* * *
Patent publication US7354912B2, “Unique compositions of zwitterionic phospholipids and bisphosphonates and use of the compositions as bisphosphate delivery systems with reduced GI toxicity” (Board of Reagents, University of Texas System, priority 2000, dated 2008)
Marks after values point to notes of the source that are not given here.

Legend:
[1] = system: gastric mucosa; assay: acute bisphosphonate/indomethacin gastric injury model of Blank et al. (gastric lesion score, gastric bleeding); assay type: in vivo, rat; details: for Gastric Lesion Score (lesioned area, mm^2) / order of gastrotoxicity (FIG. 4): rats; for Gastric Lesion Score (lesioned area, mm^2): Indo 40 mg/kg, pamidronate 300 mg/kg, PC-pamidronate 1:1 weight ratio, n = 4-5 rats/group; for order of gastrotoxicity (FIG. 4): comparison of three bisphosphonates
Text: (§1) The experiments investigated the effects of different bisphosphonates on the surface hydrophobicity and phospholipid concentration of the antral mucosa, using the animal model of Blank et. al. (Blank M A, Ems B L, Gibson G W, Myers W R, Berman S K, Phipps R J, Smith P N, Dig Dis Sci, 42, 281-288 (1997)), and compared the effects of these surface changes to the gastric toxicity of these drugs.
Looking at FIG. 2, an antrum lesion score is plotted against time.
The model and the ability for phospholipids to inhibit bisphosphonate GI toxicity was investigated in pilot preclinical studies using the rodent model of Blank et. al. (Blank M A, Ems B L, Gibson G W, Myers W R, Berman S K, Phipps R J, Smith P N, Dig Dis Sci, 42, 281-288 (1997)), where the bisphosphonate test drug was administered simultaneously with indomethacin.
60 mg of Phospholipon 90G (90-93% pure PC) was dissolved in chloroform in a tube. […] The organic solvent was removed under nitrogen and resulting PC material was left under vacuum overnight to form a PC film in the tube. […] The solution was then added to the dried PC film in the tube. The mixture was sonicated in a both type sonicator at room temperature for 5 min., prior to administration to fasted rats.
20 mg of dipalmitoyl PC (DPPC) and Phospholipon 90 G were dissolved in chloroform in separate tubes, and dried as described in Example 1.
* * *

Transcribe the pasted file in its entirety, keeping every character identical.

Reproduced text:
Patent publication US7354912B2, “Unique compositions of zwitterionic phospholipids and bisphosphonates and use of the compositions as bisphosphate delivery systems with reduced GI toxicity” (Board of Reagents, University of Texas System, priority 2000, dated 2008)
Marks after values point to notes of the source that are not given here.

Legend:
[1] = system: gastric mucosa; assay: acute bisphosphonate/indomethacin gastric injury model of Blank et al. (gastric lesion score, gastric bleeding); assay type: in vivo, rat; details: for Gastric Lesion Score (lesioned area, mm^2) / order of gastrotoxicity (FIG. 4): rats; for Gastric Lesion Score (lesioned area, mm^2): Indo 40 mg/kg, pamidronate 300 mg/kg, PC-pamidronate 1:1 weight ratio, n = 4-5 rats/group; for order of gastrotoxicity (FIG. 4): comparison of three bisphosphonates
Text: (§1) The experiments investigated the effects of different bisphosphonates on the surface hydrophobicity and phospholipid concentration of the antral mucosa, using the animal model of Blank et. al. (Blank M A, Ems B L, Gibson G W, Myers W R, Berman S K, Phipps R J, Smith P N, Dig Dis Sci, 42, 281-288 (1997)), and compared the effects of these surface changes to the gastric toxicity of these drugs.
Looking at FIG. 2, an antrum lesion score is plotted against time.
The model and the ability for phospholipids to inhibit bisphosphonate GI toxicity was investigated in pilot preclinical studies using the rodent model of Blank et. al. (Blank M A, Ems B L, Gibson G W, Myers W R, Berman S K, Phipps R J, Smith P N, Dig Dis Sci, 42, 281-288 (1997)), where the bisphosphonate test drug was administered simultaneously with indomethacin.
60 mg of Phospholipon 90G (90-93% pure PC) was dissolved in chloroform in a tube. […] The organic solvent was removed under nitrogen and resulting PC material was left under vacuum overnight to form a PC film in the tube. […] The solution was then added to the dried PC film in the tube. The mixture was sonicated in a both type sonicator at room temperature for 5 min., prior to administration to fasted rats.
20 mg of dipalmitoyl PC (DPPC) and Phospholipon 90 G were dissolved in chloroform in separate tubes, and dried as described in Example 1.